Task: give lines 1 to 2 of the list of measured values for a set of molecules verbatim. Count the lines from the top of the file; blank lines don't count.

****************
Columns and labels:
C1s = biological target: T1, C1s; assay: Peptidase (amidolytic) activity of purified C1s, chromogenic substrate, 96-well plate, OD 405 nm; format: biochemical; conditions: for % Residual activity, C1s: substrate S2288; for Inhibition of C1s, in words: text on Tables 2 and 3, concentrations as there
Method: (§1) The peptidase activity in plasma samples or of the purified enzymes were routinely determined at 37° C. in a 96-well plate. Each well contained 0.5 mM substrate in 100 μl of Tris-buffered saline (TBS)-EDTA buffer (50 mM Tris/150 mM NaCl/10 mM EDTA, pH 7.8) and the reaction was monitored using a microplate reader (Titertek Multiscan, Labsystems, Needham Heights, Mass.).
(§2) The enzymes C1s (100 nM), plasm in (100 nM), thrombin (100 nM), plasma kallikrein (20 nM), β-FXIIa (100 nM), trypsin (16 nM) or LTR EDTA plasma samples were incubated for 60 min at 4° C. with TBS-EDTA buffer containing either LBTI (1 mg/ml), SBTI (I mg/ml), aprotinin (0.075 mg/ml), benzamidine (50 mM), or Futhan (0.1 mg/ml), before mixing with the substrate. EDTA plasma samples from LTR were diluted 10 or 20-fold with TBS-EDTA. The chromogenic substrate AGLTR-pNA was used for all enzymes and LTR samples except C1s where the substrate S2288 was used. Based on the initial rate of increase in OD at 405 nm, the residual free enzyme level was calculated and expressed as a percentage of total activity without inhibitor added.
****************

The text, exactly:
Columns and labels:
C1s = biological target: T1, C1s; assay: Peptidase (amidolytic) activity of purified C1s, chromogenic substrate, 96-well plate, OD 405 nm; format: biochemical; conditions: for % Residual activity, C1s: substrate S2288; for Inhibition of C1s, in words: text on Tables 2 and 3, concentrations as there